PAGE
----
Apple Unveils New Product-Unveiling Product
At a highly anticipated media event Tuesday at San Francisco’s
Moscone Center, Apple Inc. CEO Steve Jobs introduced a new Apple
product he said would "revolutionize" the process of unveiling new
products throughout the world.
"In 1984, Apple introduced the Mac," Jobs said to an overflowing
crowd as an image of the first Macintosh computer was displayed on a
giant screen behind him. "We changed the face of the music industry
with the first iPod in 2001. And in January, we showed off the
revolutionary new iPhone. Today, Apple is releasing a piece of
innovative new technology that will forever change the way innovative
new technology is released."
The iLaunch, as the new product is called, was then raised up from
below the stage, prompting the audience of technology journalists,
developers, and self-professed "Apple fanatics" to burst into a
five-minute standing ovation.
"Get ready for the future of product introduction," said Jobs, looking resplendent in a black turtleneck and faded jeans.
Resplendent. . . indeed.
For many of us, the Onion is a bastion, a shining beacon of hope, a life-giving fount of satire. Growing up as an omnivorous reader with the discriminating taste of a Kirby, I was something less than methodical in my explorations of literature. Most of the time I was happily and unsystematically awash in a sea of words, but did occasionally get tossed ashore onto a substantial beachhead, a piece of writing that was solidly grounding. Usually something dark and satirical. Joseph Heller’s Catch-22 was a revelation, with its elliptical logic, absurdity, allusiveness, and deja vu juxtapositions. But the real root of its influence, for me, was the way its structure reflects its themes. The transmutation from mere traditional story to something more complex—an artifact?—that has a self-aware, tangible presence outside the story. . . that felt and continues to feel deeply subversive and unsettling. But in a good way. Catch-22 does this; Tristram Shandy does it, too. There are many more examples of satirical literature that challenge our expectations about how stories are told; and, in a manner of speaking, break down the fourth wall.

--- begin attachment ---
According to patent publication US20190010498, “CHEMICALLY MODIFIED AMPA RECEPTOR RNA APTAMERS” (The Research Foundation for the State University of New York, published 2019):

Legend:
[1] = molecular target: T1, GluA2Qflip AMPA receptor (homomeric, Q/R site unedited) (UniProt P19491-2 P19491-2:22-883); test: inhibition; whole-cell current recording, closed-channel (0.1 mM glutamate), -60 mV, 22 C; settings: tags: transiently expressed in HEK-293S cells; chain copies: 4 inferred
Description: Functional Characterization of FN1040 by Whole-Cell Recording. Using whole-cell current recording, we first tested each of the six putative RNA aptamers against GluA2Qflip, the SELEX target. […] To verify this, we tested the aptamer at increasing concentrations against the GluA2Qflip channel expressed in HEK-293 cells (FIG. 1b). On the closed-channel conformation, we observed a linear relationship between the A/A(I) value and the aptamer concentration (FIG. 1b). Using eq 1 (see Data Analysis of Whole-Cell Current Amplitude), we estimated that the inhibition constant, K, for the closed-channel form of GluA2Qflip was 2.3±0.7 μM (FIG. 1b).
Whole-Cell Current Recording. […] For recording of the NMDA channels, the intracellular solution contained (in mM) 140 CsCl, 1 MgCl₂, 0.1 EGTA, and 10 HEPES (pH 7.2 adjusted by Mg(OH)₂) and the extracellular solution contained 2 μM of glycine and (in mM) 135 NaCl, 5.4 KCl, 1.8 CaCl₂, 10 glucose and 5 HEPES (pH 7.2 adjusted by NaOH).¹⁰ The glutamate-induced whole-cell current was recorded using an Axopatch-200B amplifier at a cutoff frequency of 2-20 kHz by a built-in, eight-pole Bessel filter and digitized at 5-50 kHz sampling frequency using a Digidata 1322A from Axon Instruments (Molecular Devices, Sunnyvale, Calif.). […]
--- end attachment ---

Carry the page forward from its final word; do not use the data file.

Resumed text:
And contemporary television, film, and print media is crowded with further examples: The Simpsons, The Daily Show, The Colbert Report, The Office, South Park, Doonesbury. And new crops of satirical websites and blogs mushroom up all the time. One of the more prominent examples from a couple of years ago was Harriet Miers’s Blog!!!, a satirical blog written in the breathless voice of once-upon-a-time Supreme Court nominee Harriet Miers.
What all this makes me wonder is how satire will push the still-developing boundaries of Web 2.0, and correspondingly how Web 2.0 might be used in the service of satire. What are the hallmarks of social networking culture that could empower a new brand of satire, and what aspects of that culture are crying out to be satirized? What will it look like? Whatever form it takes, I suspect it will increasingly blur the line between reality and fiction, a la the film Borat or the videoblog sensation lonelygirl15, and occasionally take on a life of its own that flows across media. Perhaps the first true satirical shot across the bows and into the Web 2.0 era—complete with viral video and blogosphere coverage—was Stephen Colbert’s in-character speech at the White House Correspondents’ Association dinner in April 2006.